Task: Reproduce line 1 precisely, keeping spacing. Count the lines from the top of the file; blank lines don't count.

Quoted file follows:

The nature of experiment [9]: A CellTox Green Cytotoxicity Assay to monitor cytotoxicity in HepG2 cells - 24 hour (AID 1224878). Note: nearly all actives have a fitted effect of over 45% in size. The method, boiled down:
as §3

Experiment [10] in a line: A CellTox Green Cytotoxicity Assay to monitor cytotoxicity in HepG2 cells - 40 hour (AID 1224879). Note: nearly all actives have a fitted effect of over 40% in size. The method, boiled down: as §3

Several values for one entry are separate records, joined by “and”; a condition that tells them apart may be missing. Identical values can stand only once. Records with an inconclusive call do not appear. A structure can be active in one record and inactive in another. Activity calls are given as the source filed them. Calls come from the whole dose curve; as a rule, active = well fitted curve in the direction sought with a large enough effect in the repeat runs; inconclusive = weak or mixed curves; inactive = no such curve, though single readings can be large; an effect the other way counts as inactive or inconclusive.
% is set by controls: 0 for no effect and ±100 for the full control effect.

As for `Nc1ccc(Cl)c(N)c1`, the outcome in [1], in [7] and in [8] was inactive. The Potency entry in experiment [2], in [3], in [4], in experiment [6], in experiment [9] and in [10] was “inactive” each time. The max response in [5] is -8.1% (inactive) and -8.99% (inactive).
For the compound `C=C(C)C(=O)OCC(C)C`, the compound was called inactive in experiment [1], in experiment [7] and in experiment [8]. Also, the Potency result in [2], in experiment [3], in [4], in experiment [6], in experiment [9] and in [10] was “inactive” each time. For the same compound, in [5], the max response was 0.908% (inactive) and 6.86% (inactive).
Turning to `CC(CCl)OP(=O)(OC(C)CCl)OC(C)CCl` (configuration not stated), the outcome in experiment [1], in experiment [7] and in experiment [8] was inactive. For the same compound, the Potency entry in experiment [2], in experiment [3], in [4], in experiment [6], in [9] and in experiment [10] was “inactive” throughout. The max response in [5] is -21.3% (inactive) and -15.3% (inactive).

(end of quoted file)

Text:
The nature of experiment [9]: A CellTox Green Cytotoxicity Assay to monitor cytotoxicity in HepG2 cells - 24 hour (AID 1224878). Note: nearly all actives have a fitted effect of over 45% in size. The method, boiled down: